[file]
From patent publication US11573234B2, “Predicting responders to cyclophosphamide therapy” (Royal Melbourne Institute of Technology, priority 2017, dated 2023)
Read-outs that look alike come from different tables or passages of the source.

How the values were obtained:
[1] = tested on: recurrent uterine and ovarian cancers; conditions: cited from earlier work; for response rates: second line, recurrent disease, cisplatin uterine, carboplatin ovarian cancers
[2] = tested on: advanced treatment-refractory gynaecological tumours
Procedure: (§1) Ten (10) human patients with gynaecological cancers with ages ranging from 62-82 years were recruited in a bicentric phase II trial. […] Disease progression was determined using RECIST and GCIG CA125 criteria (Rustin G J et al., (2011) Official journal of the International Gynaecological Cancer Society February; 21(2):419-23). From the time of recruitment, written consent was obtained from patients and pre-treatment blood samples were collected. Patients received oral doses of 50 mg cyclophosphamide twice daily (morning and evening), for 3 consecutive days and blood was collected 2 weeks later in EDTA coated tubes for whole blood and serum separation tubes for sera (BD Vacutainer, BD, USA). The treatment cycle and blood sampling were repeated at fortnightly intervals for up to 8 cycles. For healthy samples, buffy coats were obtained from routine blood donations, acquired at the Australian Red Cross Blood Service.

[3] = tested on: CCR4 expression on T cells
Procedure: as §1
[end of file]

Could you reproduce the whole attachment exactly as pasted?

From patent publication US11573234B2, “Predicting responders to cyclophosphamide therapy” (Royal Melbourne Institute of Technology, priority 2017, dated 2023)
Read-outs that look alike come from different tables or passages of the source.

How the values were obtained:
[1] = tested on: recurrent uterine and ovarian cancers; conditions: cited from earlier work; for response rates: second line, recurrent disease, cisplatin uterine, carboplatin ovarian cancers
[2] = tested on: advanced treatment-refractory gynaecological tumours
Procedure: (§1) Ten (10) human patients with gynaecological cancers with ages ranging from 62-82 years were recruited in a bicentric phase II trial. […] Disease progression was determined using RECIST and GCIG CA125 criteria (Rustin G J et al., (2011) Official journal of the International Gynaecological Cancer Society February; 21(2):419-23). From the time of recruitment, written consent was obtained from patients and pre-treatment blood samples were collected. Patients received oral doses of 50 mg cyclophosphamide twice daily (morning and evening), for 3 consecutive days and blood was collected 2 weeks later in EDTA coated tubes for whole blood and serum separation tubes for sera (BD Vacutainer, BD, USA). The treatment cycle and blood sampling were repeated at fortnightly intervals for up to 8 cycles. For healthy samples, buffy coats were obtained from routine blood donations, acquired at the Australian Red Cross Blood Service.

[3] = tested on: CCR4 expression on T cells
Procedure: as §1